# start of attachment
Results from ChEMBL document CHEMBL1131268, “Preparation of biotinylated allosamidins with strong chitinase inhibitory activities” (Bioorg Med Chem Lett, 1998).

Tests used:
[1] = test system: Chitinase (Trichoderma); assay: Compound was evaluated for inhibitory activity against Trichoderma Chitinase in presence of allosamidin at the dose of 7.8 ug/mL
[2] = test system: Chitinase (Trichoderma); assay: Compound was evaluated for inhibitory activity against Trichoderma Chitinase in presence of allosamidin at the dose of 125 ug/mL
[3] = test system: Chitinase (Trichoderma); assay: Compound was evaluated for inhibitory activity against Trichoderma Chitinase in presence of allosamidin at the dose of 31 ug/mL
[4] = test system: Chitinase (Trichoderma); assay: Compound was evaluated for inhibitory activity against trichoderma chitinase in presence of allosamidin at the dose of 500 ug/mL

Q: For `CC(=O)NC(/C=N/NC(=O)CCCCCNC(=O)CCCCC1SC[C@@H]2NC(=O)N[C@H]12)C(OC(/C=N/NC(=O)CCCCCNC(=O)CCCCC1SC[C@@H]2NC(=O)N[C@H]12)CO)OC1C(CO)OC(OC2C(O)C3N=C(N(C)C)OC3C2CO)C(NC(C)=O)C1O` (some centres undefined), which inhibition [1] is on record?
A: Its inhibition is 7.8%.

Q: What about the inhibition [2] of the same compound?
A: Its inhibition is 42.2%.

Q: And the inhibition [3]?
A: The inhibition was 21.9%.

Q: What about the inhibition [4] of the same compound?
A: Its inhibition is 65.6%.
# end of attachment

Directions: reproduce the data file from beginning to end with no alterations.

Results from ChEMBL document CHEMBL1131268, “Preparation of biotinylated allosamidins with strong chitinase inhibitory activities” (Bioorg Med Chem Lett, 1998).

Tests used:
[1] = test system: Chitinase (Trichoderma); assay: Compound was evaluated for inhibitory activity against Trichoderma Chitinase in presence of allosamidin at the dose of 7.8 ug/mL
[2] = test system: Chitinase (Trichoderma); assay: Compound was evaluated for inhibitory activity against Trichoderma Chitinase in presence of allosamidin at the dose of 125 ug/mL
[3] = test system: Chitinase (Trichoderma); assay: Compound was evaluated for inhibitory activity against Trichoderma Chitinase in presence of allosamidin at the dose of 31 ug/mL
[4] = test system: Chitinase (Trichoderma); assay: Compound was evaluated for inhibitory activity against trichoderma chitinase in presence of allosamidin at the dose of 500 ug/mL

Q: For `CC(=O)NC(/C=N/NC(=O)CCCCCNC(=O)CCCCC1SC[C@@H]2NC(=O)N[C@H]12)C(OC(/C=N/NC(=O)CCCCCNC(=O)CCCCC1SC[C@@H]2NC(=O)N[C@H]12)CO)OC1C(CO)OC(OC2C(O)C3N=C(N(C)C)OC3C2CO)C(NC(C)=O)C1O` (some centres undefined), which inhibition [1] is on record?
A: Its inhibition is 7.8%.

Q: What about the inhibition [2] of the same compound?
A: Its inhibition is 42.2%.

Q: And the inhibition [3]?
A: The inhibition was 21.9%.

Q: What about the inhibition [4] of the same compound?
A: Its inhibition is 65.6%.